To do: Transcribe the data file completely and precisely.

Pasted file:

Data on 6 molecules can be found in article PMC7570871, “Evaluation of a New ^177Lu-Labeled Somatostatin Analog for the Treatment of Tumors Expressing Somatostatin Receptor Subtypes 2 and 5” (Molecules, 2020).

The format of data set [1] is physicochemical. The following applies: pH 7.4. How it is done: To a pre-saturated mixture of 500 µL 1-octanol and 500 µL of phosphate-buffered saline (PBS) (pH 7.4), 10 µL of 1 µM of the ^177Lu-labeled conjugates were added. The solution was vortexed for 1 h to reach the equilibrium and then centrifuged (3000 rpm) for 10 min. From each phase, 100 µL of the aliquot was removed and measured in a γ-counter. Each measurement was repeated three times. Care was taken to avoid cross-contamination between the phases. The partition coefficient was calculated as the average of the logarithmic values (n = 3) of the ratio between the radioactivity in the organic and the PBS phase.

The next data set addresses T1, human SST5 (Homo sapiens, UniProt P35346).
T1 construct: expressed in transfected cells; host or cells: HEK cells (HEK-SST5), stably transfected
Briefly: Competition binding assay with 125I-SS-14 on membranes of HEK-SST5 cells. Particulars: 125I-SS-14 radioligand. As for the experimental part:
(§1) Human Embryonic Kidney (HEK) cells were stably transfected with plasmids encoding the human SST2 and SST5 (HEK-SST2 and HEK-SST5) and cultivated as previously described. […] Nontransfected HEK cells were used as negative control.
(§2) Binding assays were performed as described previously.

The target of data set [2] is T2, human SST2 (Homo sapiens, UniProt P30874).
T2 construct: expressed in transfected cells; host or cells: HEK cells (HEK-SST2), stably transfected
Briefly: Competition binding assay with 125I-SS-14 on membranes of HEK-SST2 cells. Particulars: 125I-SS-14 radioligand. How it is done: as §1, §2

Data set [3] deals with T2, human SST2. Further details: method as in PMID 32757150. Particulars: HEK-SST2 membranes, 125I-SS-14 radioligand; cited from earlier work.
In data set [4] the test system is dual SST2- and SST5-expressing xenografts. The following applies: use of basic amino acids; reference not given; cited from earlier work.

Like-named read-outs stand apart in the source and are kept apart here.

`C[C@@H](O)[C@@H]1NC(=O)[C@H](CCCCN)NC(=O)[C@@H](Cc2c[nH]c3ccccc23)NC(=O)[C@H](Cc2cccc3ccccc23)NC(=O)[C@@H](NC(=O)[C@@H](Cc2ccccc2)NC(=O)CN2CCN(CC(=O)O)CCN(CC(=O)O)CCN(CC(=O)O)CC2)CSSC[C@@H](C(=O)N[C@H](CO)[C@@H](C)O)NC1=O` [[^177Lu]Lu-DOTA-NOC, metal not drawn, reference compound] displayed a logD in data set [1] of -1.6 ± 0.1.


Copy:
Data on 6 molecules can be found in article PMC7570871, “Evaluation of a New ^177Lu-Labeled Somatostatin Analog for the Treatment of Tumors Expressing Somatostatin Receptor Subtypes 2 and 5” (Molecules, 2020).

The format of data set [1] is physicochemical. The following applies: pH 7.4. How it is done: To a pre-saturated mixture of 500 µL 1-octanol and 500 µL of phosphate-buffered saline (PBS) (pH 7.4), 10 µL of 1 µM of the ^177Lu-labeled conjugates were added. The solution was vortexed for 1 h to reach the equilibrium and then centrifuged (3000 rpm) for 10 min. From each phase, 100 µL of the aliquot was removed and measured in a γ-counter. Each measurement was repeated three times. Care was taken to avoid cross-contamination between the phases. The partition coefficient was calculated as the average of the logarithmic values (n = 3) of the ratio between the radioactivity in the organic and the PBS phase.

The next data set addresses T1, human SST5 (Homo sapiens, UniProt P35346).
T1 construct: expressed in transfected cells; host or cells: HEK cells (HEK-SST5), stably transfected
Briefly: Competition binding assay with 125I-SS-14 on membranes of HEK-SST5 cells. Particulars: 125I-SS-14 radioligand. As for the experimental part:
(§1) Human Embryonic Kidney (HEK) cells were stably transfected with plasmids encoding the human SST2 and SST5 (HEK-SST2 and HEK-SST5) and cultivated as previously described. […] Nontransfected HEK cells were used as negative control.
(§2) Binding assays were performed as described previously.

The target of data set [2] is T2, human SST2 (Homo sapiens, UniProt P30874).
T2 construct: expressed in transfected cells; host or cells: HEK cells (HEK-SST2), stably transfected
Briefly: Competition binding assay with 125I-SS-14 on membranes of HEK-SST2 cells. Particulars: 125I-SS-14 radioligand. How it is done: as §1, §2

Data set [3] deals with T2, human SST2. Further details: method as in PMID 32757150. Particulars: HEK-SST2 membranes, 125I-SS-14 radioligand; cited from earlier work.
In data set [4] the test system is dual SST2- and SST5-expressing xenografts. The following applies: use of basic amino acids; reference not given; cited from earlier work.

Like-named read-outs stand apart in the source and are kept apart here.

`C[C@@H](O)[C@@H]1NC(=O)[C@H](CCCCN)NC(=O)[C@@H](Cc2c[nH]c3ccccc23)NC(=O)[C@H](Cc2cccc3ccccc23)NC(=O)[C@@H](NC(=O)[C@@H](Cc2ccccc2)NC(=O)CN2CCN(CC(=O)O)CCN(CC(=O)O)CCN(CC(=O)O)CC2)CSSC[C@@H](C(=O)N[C@H](CO)[C@@H](C)O)NC1=O` [[^177Lu]Lu-DOTA-NOC, metal not drawn, reference compound] displayed a logD in data set [1] of -1.6 ± 0.1.